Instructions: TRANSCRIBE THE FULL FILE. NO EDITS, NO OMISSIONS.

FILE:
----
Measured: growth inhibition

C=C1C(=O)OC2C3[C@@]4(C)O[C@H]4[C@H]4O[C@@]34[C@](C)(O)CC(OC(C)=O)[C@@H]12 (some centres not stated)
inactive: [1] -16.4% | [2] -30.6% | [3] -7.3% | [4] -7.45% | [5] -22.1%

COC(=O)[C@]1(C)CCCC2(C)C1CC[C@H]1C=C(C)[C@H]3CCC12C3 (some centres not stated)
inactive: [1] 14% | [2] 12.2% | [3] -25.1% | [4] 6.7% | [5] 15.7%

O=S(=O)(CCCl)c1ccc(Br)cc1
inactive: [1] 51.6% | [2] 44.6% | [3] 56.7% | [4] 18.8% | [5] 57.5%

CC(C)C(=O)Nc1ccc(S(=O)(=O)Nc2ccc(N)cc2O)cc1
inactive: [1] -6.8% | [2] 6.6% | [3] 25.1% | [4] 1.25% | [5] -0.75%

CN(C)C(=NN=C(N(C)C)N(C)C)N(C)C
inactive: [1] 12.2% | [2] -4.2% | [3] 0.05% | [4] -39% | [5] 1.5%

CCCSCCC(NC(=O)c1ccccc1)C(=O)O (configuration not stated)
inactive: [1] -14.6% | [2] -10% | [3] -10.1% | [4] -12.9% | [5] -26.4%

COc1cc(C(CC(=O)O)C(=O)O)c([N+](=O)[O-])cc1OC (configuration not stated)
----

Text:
Measured: growth inhibition

C=C1C(=O)OC2C3[C@@]4(C)O[C@H]4[C@H]4O[C@@]34[C@](C)(O)CC(OC(C)=O)[C@@H]12 (some centres not stated)
inactive: [1] -16.4% | [2] -30.6% | [3] -7.3% | [4] -7.45% | [5] -22.1%

COC(=O)[C@]1(C)CCCC2(C)C1CC[C@H]1C=C(C)[C@H]3CCC12C3 (some centres not stated)
inactive: [1] 14% | [2] 12.2% | [3] -25.1% | [4] 6.7% | [5] 15.7%

O=S(=O)(CCCl)c1ccc(Br)cc1
inactive: [1] 51.6% | [2] 44.6% | [3] 56.7% | [4] 18.8% | [5] 57.5%

CC(C)C(=O)Nc1ccc(S(=O)(=O)Nc2ccc(N)cc2O)cc1
inactive: [1] -6.8% | [2] 6.6% | [3] 25.1% | [4] 1.25% | [5] -0.75%

CN(C)C(=NN=C(N(C)C)N(C)C)N(C)C
inactive: [1] 12.2% | [2] -4.2% | [3] 0.05% | [4] -39% | [5] 1.5%

CCCSCCC(NC(=O)c1ccccc1)C(=O)O (configuration not stated)
inactive: [1] -14.6% | [2] -10% | [3] -10.1% | [4] -12.9% | [5] -26.4%

COc1cc(C(CC(=O)O)C(=O)O)c([N+](=O)[O-])cc1OC (configuration not stated)